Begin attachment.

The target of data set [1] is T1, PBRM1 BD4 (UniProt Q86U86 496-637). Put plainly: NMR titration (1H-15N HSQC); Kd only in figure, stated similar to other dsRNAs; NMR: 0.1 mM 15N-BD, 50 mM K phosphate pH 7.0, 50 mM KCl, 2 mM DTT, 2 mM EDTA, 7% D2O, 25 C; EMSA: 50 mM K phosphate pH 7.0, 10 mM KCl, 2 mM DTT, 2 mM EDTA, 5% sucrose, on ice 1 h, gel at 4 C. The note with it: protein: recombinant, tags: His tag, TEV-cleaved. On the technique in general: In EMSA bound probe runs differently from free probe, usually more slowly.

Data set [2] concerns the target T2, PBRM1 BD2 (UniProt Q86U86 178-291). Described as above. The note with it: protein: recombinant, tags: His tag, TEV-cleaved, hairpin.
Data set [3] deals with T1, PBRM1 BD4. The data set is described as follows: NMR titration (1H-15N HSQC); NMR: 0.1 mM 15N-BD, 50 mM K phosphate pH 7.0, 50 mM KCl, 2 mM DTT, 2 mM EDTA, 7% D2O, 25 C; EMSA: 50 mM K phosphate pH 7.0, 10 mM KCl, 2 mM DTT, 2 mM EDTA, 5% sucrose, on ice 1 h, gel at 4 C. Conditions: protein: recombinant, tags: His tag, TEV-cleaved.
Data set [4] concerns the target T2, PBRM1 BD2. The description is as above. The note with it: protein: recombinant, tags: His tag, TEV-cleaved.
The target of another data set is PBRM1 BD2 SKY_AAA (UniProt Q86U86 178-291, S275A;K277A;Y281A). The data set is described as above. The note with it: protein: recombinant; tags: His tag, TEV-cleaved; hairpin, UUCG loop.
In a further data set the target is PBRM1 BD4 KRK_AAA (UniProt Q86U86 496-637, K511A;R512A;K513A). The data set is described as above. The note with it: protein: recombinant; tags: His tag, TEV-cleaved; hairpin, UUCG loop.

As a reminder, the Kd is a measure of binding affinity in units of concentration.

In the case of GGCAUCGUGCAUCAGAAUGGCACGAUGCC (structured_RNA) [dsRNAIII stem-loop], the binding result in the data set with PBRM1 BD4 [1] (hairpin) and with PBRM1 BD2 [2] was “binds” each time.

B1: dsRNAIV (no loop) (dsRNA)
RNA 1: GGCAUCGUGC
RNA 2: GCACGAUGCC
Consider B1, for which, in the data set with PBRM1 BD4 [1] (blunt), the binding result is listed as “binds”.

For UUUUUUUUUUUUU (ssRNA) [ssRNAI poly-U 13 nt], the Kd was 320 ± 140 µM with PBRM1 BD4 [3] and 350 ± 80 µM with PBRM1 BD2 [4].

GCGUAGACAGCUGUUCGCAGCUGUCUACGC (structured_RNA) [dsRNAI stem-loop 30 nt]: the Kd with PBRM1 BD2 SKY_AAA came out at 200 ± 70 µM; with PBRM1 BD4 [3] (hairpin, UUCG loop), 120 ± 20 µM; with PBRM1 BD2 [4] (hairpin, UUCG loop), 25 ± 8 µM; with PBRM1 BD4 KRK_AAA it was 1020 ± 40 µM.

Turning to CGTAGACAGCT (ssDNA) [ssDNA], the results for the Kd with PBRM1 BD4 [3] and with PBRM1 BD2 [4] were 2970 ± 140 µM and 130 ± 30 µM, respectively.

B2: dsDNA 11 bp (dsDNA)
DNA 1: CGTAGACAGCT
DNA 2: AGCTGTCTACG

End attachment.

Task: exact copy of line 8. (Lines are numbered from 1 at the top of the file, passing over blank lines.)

In the case of GGCAUCGUGCAUCAGAAUGGCACGAUGCC (structured_RNA) [dsRNAIII stem-loop], the binding result in the data set with PBRM1 BD4 [1] (hairpin) and with PBRM1 BD2 [2] was “binds” each time.